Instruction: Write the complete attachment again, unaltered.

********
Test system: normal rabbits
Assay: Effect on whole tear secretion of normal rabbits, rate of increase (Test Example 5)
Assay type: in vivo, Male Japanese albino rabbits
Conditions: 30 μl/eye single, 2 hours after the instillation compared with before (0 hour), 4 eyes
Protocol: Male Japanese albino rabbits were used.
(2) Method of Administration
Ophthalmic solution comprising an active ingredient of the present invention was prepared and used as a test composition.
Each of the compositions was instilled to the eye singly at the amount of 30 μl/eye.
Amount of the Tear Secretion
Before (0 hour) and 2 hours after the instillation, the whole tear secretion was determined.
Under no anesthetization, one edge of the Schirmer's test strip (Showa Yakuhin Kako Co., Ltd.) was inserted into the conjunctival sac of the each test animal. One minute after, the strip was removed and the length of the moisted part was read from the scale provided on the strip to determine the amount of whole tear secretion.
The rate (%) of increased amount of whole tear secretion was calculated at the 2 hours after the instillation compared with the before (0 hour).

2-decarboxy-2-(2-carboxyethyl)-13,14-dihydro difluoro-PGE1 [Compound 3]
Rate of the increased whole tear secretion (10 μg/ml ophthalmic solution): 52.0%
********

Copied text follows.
Test system: normal rabbits
Assay: Effect on whole tear secretion of normal rabbits, rate of increase (Test Example 5)
Assay type: in vivo, Male Japanese albino rabbits
Conditions: 30 μl/eye single, 2 hours after the instillation compared with before (0 hour), 4 eyes
Protocol: Male Japanese albino rabbits were used.
(2) Method of Administration
Ophthalmic solution comprising an active ingredient of the present invention was prepared and used as a test composition.
Each of the compositions was instilled to the eye singly at the amount of 30 μl/eye.
Amount of the Tear Secretion
Before (0 hour) and 2 hours after the instillation, the whole tear secretion was determined.
Under no anesthetization, one edge of the Schirmer's test strip (Showa Yakuhin Kako Co., Ltd.) was inserted into the conjunctival sac of the each test animal. One minute after, the strip was removed and the length of the moisted part was read from the scale provided on the strip to determine the amount of whole tear secretion.
The rate (%) of increased amount of whole tear secretion was calculated at the 2 hours after the instillation compared with the before (0 hour).

2-decarboxy-2-(2-carboxyethyl)-13,14-dihydro difluoro-PGE1 [Compound 3]
Rate of the increased whole tear secretion (10 μg/ml ophthalmic solution): 52.0%